Lives (on Canvas) 

Celebrating a passion for art and art making

that brought us together seven years ago.

Our individual artist statements tell the story of each person’s path and vision. Together we’ve built a community where we inspire, motivate, learn from each other, discuss and critique our work, support one another… and laugh.

Here is our individual thoughts regarding our work:

Lynn Brophy

I paint because it makes me happy. 
Even when I struggle to get a painting to the moment I know it’s finished, I’m happily engaged.
The paintings in this exhibit are my travels, so far, along the range of possibilities within minimalism. 

Deborah Clarke

The natural world fascinates and intrigues me, from lake water to craggy trees, from sunsets to the dying flowers and leaves of autumn.  
Whether abstract or representational, my paintings are often inspired by the beauty, fragility and the power of nature. 

Patricia Dundas

I have always found myself drawn to the creative aspects of life. Ever since I was a little girl I can remember designing and imagining paintings and pieces of art in my head.  Since I rarely had time for myself while raising four daughters, I would always have some art projects on the go for them and enjoyed seeing what they would come up with.
One of my loves in life is portrait painting.  I have finally found an outlet with which to express my creative thoughts.  Portrait painting also allows me an escape from all the stresses of everyday life.  I especially enjoy painting my family, as these pieces remind me of happy times.  What I like about portraiture is studying the face; there is such beauty in how shadows fall.
My preferred medium is oils, as I love the way they blend, move and bring life to any painting.

Diana Ericson

I have done a series of “studies” exploring the idea of landscape in our times. I am interested in the kind of menacing aspects of our everyday surroundings, whether that sense of unease or even doom is caused by nature or by our own activities. I admire the paintings of John Hartmann whose exciting portraits of cities capture both the energy and the beauty of those landscapes, as well as the photographic work of Edward Burtynsky who reveals the mesmerizing beauty of our sometimes destructive tendencies. I hope to keep working towards understanding and conveying the psychological impact of these “disaster landscapes” that have become so common in our times.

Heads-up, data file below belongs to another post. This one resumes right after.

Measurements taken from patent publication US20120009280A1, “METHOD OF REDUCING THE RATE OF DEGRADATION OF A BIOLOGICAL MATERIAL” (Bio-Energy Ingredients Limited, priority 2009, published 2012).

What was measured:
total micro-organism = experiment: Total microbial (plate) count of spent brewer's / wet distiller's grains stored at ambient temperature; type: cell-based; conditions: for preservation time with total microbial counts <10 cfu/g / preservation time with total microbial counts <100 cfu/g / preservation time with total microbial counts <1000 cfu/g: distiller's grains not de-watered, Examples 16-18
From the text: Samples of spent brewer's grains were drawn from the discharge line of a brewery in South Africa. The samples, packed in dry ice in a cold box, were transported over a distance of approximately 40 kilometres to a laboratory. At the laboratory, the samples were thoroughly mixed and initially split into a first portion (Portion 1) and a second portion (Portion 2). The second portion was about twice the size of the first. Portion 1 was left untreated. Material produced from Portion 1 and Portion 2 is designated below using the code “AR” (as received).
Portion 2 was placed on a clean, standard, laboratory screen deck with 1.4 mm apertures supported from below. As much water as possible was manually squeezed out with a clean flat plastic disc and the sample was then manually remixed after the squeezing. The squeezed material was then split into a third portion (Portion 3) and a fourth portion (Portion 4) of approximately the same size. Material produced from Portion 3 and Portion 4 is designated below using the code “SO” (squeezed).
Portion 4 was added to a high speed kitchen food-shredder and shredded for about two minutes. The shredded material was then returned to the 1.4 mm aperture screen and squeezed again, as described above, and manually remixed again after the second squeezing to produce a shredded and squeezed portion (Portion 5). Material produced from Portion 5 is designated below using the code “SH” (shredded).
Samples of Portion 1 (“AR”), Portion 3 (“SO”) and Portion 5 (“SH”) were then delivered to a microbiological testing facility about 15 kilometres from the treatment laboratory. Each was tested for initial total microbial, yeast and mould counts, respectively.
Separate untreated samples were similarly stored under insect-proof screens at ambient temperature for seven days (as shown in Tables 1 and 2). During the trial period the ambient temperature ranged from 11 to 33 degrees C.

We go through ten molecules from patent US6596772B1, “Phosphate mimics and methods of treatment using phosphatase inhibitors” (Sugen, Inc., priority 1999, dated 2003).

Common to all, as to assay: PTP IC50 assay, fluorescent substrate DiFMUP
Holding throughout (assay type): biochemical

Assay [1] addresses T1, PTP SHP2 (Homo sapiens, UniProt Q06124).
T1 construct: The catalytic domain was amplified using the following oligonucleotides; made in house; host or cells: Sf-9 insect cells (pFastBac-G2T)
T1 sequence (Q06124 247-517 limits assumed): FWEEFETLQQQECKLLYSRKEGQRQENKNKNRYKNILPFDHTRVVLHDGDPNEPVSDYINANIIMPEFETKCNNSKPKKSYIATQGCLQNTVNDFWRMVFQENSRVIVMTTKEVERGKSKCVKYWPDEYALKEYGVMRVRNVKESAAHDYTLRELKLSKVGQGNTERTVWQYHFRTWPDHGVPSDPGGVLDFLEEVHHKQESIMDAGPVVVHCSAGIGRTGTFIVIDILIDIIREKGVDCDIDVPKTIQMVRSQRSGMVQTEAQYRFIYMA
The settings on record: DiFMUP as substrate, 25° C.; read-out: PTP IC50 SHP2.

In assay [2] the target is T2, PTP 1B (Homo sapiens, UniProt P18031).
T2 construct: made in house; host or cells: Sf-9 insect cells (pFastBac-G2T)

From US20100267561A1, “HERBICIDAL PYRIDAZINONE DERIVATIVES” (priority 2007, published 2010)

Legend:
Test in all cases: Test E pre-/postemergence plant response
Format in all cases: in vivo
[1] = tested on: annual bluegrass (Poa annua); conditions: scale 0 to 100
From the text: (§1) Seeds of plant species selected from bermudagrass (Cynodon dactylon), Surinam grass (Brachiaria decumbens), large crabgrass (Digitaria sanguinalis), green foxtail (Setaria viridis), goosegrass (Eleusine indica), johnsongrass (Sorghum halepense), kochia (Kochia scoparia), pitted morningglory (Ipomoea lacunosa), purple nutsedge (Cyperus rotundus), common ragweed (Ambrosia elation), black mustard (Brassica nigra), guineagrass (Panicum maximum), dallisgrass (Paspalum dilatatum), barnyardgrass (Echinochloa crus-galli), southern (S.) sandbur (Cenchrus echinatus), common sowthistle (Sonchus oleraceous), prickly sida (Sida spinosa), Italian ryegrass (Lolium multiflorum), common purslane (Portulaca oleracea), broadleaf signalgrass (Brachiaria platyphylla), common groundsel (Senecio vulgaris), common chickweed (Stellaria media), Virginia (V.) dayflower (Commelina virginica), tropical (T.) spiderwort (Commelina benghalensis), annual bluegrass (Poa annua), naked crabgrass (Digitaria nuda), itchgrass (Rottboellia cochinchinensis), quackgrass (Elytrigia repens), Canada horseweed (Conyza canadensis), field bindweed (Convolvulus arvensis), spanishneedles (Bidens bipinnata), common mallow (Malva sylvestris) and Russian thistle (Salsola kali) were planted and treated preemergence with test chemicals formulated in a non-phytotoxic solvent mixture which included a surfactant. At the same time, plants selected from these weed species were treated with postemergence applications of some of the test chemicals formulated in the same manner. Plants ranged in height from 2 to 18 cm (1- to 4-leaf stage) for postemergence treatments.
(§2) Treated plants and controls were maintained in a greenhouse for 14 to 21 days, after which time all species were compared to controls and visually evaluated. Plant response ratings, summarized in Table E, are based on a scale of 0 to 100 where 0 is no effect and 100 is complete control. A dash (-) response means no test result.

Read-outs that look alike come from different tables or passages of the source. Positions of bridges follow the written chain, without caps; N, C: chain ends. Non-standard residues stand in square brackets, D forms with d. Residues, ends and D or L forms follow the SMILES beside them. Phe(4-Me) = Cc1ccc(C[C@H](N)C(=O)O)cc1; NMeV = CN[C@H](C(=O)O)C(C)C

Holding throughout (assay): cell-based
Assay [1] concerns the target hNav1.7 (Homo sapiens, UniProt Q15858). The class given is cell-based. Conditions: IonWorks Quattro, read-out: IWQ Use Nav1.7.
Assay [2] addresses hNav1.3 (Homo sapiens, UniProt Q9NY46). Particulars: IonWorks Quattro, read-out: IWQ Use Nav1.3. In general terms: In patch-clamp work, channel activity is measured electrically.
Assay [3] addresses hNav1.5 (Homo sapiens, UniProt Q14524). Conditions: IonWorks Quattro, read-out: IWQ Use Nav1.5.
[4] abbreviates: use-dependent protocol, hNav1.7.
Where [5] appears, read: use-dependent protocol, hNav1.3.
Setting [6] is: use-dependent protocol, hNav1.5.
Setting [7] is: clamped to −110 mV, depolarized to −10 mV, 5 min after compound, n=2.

Susan Friedman

For me art making is a meditative practice; a sense of freedom from leaving the everyday and coming home to a creative space.
My inspiration comes in many forms, both obvious and unexpected.
For instance, I am drawn to the beauty and resilience of walls over time, so rich in meaning:

    protection                    transformation                             history

                          separation                    a holding of secrets

  imprisonment and authority                     refuge and rebelliousness

Painting with acrylic and incorporating commonly found materials I layer and, whether I plan to or not, often bury meaningful elements or text. What remains available of the foundation or bones of a piece is an exciting part of the process.
I love the dance between intention and spontaneity that allows each painting to come into its own. 

Madelaine Roig

For me, making art is an act of pure faith.
A high-wire experience, a slog in the mud, the sweetest strawberry on a summer’s day.
The encounter commences with little or no plan. An intention to open to what wants to come through. The results are abstraction, non-objective expression. Acrylic, mixed media, pastel and collage. Raw emotions, coloured textures, buried layers, fractured space.
Embedded are questions, declarations, conundrums:
Are we coming or going?            What’s on the horizon?
What is real?                  What is figment?
What remains?                   What does not? 

Candace Séguinot

Inside out and outside in
Art helps me see.
See the beauty in proportion, in line, in colour. It’s about being present to essence and trying to capture whatever speaks that way—nostalgia, harmony, grace and joy.
And sometimes it’s the opposite: learning to see how I feel when a mood colours the painting and when I’m done I go ‘oh, so that’s what it was…’

Marilyn Vasilkioti

My artwork represents subjects that in some way touch me.  While the themes are broad ranging, the passion to capture a particular image, a feeling of a place or person, act out an emotion on canvas is consistently compelling.  While painting I assume that my piece is an experiment.  That gives me the freedom to explore, be freer and not worry about the outcome.  When I become attached to the work, I know it’s the end of spontaneity and the beginning of obsession.   
Even my most unstructured paintings, while less capturing of my fixation, have an order that must feel right to me.
My paintings are in acrylic, sometimes with molding paste, graphite or ink.